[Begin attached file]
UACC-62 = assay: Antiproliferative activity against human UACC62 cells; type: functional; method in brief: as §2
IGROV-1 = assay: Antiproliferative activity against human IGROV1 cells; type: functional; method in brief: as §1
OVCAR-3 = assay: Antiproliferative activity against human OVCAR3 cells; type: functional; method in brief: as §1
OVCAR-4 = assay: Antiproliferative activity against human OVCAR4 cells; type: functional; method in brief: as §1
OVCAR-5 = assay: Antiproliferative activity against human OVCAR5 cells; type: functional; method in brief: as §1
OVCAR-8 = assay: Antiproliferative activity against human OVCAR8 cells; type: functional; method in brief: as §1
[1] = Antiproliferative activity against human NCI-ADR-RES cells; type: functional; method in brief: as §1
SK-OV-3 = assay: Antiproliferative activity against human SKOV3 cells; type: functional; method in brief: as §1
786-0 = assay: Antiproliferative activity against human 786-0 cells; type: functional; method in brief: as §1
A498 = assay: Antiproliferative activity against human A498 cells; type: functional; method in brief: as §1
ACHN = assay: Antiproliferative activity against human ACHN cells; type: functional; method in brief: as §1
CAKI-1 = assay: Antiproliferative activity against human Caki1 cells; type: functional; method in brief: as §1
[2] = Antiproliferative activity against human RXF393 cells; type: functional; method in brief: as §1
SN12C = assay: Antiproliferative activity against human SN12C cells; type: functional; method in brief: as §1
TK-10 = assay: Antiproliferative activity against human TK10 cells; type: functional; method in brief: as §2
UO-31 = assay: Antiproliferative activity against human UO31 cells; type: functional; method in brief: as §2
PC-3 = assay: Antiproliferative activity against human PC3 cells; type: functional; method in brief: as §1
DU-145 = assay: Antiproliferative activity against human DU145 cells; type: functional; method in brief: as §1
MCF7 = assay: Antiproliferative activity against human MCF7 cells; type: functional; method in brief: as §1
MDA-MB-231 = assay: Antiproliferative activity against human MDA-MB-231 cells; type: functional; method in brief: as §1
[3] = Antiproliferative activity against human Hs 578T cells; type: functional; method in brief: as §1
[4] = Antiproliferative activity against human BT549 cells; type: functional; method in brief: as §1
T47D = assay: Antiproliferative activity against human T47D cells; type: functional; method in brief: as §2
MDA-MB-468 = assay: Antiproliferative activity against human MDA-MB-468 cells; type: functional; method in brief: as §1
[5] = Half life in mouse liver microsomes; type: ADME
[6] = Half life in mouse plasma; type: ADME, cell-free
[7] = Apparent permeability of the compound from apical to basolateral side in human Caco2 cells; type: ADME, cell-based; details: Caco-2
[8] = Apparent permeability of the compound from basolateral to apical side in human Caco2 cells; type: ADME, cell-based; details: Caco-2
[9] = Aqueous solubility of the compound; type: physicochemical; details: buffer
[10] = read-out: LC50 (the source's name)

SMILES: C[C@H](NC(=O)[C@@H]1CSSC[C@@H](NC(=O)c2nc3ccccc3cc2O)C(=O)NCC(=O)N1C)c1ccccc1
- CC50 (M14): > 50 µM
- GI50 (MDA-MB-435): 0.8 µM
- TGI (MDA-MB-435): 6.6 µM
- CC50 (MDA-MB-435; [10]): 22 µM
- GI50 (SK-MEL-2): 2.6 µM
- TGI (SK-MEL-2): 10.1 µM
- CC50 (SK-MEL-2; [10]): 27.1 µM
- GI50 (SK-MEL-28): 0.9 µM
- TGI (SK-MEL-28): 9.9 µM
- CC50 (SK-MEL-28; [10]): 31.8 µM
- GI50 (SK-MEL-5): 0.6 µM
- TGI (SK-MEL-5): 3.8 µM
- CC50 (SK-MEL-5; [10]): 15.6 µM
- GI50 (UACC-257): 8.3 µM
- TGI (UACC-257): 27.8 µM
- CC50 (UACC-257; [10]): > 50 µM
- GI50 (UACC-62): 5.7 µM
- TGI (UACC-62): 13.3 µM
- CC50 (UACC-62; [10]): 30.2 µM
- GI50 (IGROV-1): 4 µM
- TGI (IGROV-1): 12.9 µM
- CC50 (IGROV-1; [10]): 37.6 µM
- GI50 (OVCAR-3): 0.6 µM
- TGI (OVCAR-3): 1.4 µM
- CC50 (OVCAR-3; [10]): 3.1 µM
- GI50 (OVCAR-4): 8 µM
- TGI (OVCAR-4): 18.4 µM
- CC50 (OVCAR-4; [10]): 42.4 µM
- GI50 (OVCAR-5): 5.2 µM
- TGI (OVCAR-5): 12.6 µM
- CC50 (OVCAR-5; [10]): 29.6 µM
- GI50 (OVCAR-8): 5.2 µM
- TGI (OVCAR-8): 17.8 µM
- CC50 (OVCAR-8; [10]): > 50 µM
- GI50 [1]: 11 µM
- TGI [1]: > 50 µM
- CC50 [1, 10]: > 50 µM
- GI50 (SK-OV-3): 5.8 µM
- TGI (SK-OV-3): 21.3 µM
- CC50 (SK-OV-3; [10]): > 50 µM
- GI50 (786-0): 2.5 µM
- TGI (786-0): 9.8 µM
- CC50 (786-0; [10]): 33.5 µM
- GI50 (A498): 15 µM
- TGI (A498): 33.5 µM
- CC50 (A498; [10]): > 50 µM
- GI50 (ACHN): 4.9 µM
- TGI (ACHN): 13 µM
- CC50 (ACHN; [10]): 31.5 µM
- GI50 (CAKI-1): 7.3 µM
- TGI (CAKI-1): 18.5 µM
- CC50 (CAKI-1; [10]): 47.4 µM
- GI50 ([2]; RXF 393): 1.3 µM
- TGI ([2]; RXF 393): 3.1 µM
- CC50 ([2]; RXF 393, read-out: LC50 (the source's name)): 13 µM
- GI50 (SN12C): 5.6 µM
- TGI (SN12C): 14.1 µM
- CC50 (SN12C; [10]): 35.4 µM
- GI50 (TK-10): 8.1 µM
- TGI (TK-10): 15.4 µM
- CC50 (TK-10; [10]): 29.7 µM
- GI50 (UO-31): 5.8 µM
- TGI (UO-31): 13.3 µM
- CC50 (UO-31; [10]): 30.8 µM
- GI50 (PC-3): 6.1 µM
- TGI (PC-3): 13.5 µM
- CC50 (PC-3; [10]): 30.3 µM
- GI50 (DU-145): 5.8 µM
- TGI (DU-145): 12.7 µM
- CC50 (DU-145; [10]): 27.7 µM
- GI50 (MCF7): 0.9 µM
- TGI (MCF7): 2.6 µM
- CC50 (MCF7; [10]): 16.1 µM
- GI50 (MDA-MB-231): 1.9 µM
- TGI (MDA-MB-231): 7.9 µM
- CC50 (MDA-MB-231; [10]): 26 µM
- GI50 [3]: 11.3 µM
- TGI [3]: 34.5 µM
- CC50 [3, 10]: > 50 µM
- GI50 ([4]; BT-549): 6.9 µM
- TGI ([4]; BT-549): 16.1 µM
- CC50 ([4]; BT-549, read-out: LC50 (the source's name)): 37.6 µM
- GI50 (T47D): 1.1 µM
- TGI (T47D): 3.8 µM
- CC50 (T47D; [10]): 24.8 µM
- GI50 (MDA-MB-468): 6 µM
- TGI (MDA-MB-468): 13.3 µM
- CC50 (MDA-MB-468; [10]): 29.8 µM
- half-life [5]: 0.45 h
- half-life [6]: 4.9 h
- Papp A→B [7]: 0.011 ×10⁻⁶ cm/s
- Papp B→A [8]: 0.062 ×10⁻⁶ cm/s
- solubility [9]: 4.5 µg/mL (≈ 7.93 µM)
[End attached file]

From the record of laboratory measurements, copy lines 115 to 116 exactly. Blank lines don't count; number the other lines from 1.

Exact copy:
- TGI (T47D): 3.8 µM
- CC50 (T47D; [10]): 24.8 µM